View Single Post
vansmith

 
vansmith's Avatar
 
Member Since: Oct 19, 2008
Location: Ottawa
Posts: 17,139
vansmith has a reputation beyond reputevansmith has a reputation beyond reputevansmith has a reputation beyond reputevansmith has a reputation beyond reputevansmith has a reputation beyond reputevansmith has a reputation beyond reputevansmith has a reputation beyond reputevansmith has a reputation beyond reputevansmith has a reputation beyond reputevansmith has a reputation beyond reputevansmith has a reputation beyond repute
Mac Specs: 2012 13" MBP (2.5 i5, 8GB)

vansmith is offline
Quote:
Originally Posted by Wasn't me View Post
Now ive gone into bootcamp and it has the option to remove my xp part and use all the memory for mac os, but it says its only 296g of memory. so where has the 24g gone. I understand that the actually os system uses some of it but isn't 24g a bit much.....am i missing something.
It's how a hard drive size is calculated. Most operating systems including OS X pre-10.6 measure(d) hard drive size using base-2 notation. In other words, a MB was equal to 1024 KB and a GB was equal to 1024 MB and so on. When you buy a hard drive from a store, the size is measured in base-10 notation meaning that a MB equals 1000 KB and a GB equals 1000 MB. So, under Leopard, the hard drive size is calculated as being ~298 GB because the size is "converted" from base-10 to base-2. If you use the calculator here, it will show you that a base-10 HD size of 320 GB is 298.02GB is base-2 notation.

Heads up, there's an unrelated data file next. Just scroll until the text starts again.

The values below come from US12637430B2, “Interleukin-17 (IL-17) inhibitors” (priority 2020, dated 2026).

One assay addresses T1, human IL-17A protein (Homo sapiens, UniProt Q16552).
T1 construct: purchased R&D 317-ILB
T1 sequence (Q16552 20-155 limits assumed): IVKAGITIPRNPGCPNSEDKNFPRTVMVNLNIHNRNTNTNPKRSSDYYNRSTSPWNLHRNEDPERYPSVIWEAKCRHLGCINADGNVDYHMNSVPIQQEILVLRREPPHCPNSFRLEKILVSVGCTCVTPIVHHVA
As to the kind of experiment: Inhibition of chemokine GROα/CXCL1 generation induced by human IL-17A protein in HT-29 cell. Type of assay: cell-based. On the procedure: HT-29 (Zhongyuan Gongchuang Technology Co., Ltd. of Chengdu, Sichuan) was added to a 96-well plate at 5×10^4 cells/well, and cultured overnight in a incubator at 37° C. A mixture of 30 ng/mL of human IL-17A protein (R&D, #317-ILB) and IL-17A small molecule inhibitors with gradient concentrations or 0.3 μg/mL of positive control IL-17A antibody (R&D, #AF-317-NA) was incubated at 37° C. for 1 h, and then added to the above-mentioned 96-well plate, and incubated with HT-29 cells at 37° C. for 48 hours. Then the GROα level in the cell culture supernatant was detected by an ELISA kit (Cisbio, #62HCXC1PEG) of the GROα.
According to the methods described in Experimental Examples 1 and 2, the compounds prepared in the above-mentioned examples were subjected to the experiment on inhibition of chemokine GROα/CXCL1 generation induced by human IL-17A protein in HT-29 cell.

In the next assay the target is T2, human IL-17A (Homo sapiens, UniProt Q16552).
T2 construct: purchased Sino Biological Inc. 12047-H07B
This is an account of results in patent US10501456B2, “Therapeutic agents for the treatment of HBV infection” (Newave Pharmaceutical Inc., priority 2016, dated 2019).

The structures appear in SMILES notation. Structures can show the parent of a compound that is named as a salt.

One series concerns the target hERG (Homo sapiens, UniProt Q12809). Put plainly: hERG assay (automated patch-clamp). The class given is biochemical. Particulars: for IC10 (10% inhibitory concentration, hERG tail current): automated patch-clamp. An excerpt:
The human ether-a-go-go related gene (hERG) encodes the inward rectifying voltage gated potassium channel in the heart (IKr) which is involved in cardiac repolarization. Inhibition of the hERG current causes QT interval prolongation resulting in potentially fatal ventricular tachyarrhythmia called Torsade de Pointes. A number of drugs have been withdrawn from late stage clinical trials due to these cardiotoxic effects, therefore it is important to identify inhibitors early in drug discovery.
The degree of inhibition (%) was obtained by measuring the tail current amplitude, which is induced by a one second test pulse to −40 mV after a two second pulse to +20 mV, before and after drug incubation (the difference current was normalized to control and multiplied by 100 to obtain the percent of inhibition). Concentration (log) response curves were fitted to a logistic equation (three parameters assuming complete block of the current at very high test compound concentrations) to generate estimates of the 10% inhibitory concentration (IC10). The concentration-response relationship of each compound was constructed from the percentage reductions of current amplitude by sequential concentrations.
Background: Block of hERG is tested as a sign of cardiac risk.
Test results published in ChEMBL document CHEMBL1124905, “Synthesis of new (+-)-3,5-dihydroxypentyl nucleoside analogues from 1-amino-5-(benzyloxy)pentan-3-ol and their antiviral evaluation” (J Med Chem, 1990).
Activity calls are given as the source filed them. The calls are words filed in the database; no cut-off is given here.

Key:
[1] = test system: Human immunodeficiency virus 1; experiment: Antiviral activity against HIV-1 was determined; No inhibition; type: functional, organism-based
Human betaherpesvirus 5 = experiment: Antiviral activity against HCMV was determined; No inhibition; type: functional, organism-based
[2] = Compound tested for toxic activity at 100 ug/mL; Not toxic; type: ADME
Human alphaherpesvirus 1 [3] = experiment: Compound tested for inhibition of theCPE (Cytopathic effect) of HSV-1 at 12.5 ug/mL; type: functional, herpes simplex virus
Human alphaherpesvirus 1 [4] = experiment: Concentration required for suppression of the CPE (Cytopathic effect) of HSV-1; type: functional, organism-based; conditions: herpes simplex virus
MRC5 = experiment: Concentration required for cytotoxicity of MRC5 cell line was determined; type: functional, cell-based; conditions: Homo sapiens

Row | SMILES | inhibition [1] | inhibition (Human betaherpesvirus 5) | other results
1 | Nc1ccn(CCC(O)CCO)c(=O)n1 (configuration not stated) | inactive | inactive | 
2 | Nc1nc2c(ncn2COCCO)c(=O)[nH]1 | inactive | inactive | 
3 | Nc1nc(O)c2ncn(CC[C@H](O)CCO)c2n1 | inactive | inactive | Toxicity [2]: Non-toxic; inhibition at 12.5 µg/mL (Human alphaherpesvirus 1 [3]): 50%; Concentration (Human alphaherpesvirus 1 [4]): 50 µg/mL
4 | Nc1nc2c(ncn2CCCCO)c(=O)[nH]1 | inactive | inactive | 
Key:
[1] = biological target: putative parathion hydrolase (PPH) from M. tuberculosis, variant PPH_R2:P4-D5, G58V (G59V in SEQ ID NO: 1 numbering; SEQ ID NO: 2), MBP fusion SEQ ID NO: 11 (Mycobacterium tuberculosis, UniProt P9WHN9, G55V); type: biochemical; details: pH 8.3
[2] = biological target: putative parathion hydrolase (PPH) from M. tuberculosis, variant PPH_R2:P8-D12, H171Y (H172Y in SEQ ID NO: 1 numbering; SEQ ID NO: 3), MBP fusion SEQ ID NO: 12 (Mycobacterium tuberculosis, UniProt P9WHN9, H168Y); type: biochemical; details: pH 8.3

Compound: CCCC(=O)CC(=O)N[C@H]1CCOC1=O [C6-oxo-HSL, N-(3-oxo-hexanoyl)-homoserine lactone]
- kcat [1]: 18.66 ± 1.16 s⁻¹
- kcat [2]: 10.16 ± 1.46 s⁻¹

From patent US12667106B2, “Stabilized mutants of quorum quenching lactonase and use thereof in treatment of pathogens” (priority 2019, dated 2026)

Starting with Snow Leopard, OS X measures hard drive sizes with base-10 notation, much like manufacturers do. So, my 320GB HD is now reported as 319.73GB.

Important Links: Community Guidelines : Use the reputation system if you've been helped.
M-F Blog :: Write for the blog
Mac-Forums Investigates MacKeeper - Confused about MacKeeper? Take a look at this review.
QUOTE Thanks